A Garden of My Own: A Poem


He did not turn me into this flower.
His touch did not transform me;
it did not transfix me, nor fix me;
he did not make my petals grow.

I was not made new under his eyes.
He was not my discoverer,
and I was not his discovery.
I am not a perennial that he planted.

But the longer I watched him,
I knew he saw life inside me
where I had only ever seen a tangled mess
of roots and baggage.

And I pondered to myself, if, perhaps,
my leaves were worth the thorns;
for if he could find the way to my bloom,
then maybe the route was safe.

He was not an adventurer
who found the exotic blossom,
but rather a stop on the blossom’s way
to finding herself.


The Ultimate Summer Playlist: A Poem

tumblr_meawskv1GL1r30mgpo1_500 It made her feel like the sun,

baked sand and happy blisters,

hot but worth it.

It made her feel like a can of something sweet,

snapped open on the beach;

like cicadas,

whispering secrets under the moon;

like watermelon

and strawberries

and lemonade

and iced tea

and hot dogs fresh off the grill.

It made her feel like holding hands,

something she had never tried;

like kissing and blushing

and all the confusion that follows.

It made her feel like a blissful rain,

breaking the sky in two to kiss the Earth,

watching all of its inhabitants skip and glide,

laughing, breathless,

for umbrellas and shelter.

It made her feel like crop tops

and short shorts

and everything she was too timid to touch.

It was just a bunch of songs, maybe,

but especially arranged to create the perfect,


vicarious love

that she could never attempt herself.

Peaches and Strawberries: A Short Story

61352-Reaching-OutI used to watch my sisters as they made pastries in the kitchen. As I looked on, they would create a well in a plot of dough and fill it with strawberries or, should inspiration overtake them, peaches. When I was little, these fruits seemed immense––an unending pile of goodness, bigger than my hand, bigger than the universe.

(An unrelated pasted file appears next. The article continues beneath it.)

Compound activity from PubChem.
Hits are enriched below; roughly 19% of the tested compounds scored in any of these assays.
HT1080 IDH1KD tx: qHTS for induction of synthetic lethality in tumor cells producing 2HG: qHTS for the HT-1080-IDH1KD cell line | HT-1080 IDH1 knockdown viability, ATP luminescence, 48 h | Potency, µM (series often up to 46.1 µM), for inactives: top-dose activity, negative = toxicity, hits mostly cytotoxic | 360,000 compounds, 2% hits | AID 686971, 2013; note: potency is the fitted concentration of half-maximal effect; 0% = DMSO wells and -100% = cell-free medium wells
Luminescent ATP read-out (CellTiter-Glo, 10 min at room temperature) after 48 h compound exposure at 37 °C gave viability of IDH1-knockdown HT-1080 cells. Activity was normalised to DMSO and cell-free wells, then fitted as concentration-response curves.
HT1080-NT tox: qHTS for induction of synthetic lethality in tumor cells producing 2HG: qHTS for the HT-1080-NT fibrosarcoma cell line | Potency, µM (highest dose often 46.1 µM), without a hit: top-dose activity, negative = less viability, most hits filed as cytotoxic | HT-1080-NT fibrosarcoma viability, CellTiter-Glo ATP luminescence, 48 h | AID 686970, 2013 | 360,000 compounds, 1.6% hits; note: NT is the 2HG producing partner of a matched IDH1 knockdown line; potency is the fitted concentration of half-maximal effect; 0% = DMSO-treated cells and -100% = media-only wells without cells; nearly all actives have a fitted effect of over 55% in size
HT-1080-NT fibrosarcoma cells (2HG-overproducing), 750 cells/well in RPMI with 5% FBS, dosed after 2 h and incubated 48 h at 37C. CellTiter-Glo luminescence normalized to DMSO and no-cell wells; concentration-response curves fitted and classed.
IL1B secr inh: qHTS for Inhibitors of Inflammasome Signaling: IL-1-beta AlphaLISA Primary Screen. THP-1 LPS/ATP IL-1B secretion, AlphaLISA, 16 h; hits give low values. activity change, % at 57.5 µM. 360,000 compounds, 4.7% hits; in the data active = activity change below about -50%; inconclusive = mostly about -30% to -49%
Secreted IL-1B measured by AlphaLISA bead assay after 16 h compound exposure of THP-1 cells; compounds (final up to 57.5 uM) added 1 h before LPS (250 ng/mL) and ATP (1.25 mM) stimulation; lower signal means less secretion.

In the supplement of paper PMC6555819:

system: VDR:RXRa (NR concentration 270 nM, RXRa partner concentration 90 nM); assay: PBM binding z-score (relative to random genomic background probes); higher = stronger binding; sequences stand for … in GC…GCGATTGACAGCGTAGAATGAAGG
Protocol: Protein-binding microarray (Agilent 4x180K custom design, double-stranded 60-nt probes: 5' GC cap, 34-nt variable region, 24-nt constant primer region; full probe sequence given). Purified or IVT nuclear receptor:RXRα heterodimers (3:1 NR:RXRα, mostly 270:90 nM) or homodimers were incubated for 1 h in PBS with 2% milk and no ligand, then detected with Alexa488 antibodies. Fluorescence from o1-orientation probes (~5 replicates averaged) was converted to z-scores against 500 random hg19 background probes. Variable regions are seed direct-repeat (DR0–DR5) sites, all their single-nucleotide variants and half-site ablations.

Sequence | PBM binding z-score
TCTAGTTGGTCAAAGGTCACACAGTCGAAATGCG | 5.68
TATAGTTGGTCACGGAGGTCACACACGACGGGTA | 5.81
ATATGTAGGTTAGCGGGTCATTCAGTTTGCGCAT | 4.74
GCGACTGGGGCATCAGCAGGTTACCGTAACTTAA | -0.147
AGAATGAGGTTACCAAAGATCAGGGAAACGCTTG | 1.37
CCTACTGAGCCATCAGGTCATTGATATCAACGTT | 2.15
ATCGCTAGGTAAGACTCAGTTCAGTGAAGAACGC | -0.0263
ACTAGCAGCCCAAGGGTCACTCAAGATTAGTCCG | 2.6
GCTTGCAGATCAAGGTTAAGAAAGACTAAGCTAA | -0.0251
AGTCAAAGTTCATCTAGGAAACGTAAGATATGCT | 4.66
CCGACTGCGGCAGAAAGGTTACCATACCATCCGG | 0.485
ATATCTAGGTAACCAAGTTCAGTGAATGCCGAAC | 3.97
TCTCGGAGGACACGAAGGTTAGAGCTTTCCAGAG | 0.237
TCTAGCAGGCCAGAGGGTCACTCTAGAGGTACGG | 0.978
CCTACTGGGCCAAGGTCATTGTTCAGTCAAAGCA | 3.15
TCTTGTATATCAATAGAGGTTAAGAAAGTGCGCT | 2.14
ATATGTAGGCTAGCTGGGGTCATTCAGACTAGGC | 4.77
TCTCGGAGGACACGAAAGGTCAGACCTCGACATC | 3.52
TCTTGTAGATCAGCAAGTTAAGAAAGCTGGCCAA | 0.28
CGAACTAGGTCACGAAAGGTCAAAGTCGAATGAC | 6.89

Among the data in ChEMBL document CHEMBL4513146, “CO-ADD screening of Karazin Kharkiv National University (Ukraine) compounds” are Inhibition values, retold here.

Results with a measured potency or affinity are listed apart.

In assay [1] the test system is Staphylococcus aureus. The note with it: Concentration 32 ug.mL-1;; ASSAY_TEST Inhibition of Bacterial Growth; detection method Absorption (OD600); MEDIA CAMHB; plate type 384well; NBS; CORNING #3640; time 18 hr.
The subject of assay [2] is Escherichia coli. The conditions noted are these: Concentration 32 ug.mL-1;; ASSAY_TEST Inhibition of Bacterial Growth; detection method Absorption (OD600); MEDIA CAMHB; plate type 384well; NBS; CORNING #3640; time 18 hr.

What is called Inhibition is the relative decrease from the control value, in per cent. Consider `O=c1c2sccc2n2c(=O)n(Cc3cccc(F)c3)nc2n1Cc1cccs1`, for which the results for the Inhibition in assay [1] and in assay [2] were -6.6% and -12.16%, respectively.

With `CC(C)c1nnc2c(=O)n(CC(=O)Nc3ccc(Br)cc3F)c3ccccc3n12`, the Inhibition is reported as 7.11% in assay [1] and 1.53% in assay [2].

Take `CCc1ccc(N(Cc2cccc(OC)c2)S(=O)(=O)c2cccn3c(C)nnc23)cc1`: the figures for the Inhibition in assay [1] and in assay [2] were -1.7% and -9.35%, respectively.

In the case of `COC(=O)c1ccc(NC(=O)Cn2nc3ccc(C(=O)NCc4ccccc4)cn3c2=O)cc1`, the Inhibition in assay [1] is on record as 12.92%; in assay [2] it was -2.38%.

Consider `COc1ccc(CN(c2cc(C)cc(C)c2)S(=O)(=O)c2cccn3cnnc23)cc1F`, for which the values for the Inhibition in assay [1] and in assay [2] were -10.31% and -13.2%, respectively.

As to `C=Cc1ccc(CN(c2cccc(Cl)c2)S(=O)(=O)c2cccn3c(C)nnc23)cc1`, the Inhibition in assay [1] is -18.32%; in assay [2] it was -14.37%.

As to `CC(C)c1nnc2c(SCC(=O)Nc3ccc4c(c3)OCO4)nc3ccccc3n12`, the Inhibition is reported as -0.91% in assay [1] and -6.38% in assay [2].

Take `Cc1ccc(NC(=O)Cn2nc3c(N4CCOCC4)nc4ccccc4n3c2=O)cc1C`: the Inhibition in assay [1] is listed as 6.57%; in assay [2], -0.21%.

I’m big enough now that those fruits dwarf in comparison to my palm. My sisters are gone, and sometimes my heart is, too. Drowning in coursework and life decisions, I try to rediscover the meaning I believed the universe had as I stood barefoot on the clean, cold tile, observing my sisters’ fairy-like fingers float between ingredients. They were like goddesses to me, so tidy and precise––deities that I wanted to watch forever and ever.

That was a different epoch, when angels were real, when my sisters were there and I could watch Genesis from the comfort of my kitchen. Sometimes I want to run away and meet them again. Other times I wish I were a fruit––so small, yet larger than everything; I wish my sisters were folding me into soft dough, tucking me in, keeping me warm. I wish they were here to wrap me up in themselves, a soft pastry of love and togetherness; I wish they were here to tell me which decisions are the right ones, to decipher both algebra and fate.

I never ate their pastries. They must have been infused with Ambrosia, or pixie dust or the gold at the end of the rainbow––things meant for my sisters, things that were too good for me.

Every so often, in the middle of the night, I tiptoe across the house and stand in the corner of the kitchen, just inside the door––exactly were I stood years ago––and watch the glittering ghosts of my sisters turn the counters into oracles of their craft. Their hands are still as graceful and effortless as ever, still as ethereal untouched, untouchable; and they still comfort me, even when they are little more than spirits. They are too perfect to be of this world, and that’s why they left it.

I never said that I wanted to be like my sisters, just that I wanted to witness their superhuman beauty.

No, I never wanted to be like my sisters.

No, I never wanted to grow up.

I am a peach, awaiting a sister’s inspiration, eyeing the well that lies ahead. If only Hera or Persephone could coax me, I would have the courage to leap.

I am small, and the strawberries are endless, and we are a pastry, in heaven, together at last.

The Burial: A Poem

We bury ourselves in the sound.

It is the dirt that rolls

around us, into us,

the dirt that drops behind our eyelids

and pauses lightly at our lips–

the warm soil, the nourishing earth,

here to protect us from formaldehyde

and needles and nooses

and downpour in the heartbreak.

We dig ourselves downwards

to escape the oppressive sky

and the alleged eyes here to protect us,

and the thoughts, so unquiet,

are softened by the song

like wolves domesticated by gentle hands,

like water sleeping in puddles on the sidewalk,

like summer winds at a standstill.

We bury ourselves in a slurry of murmurs

and we swim away, away, far away

from the coffins and tombstones

and we avoid suffocation.

The sound is our home.

Mary Lambert, the queen of my existence

Mary Lambert, the queen of my existence

Okay: A Poem

Screen shot 2015-06-04 at 5.54.53 PMThere is no offer of roses and daisies
nothing beautiful is assured

But every time he implores me, every time
he reminds me of value even in hurt
there are implications of petals
along the corners of his lips
rising from the blunt colors of his irises

He hugs me with words of
worth exists
and you can get to know okay

There is no promise of better,
it cannot be promised
but there is a promise of okay
even among the not okay

What i can’t feel now i will later
he assures me
whether it’s red or blue
so i put my breath down
and drop my fist sharpness
and for now it’s all okayokay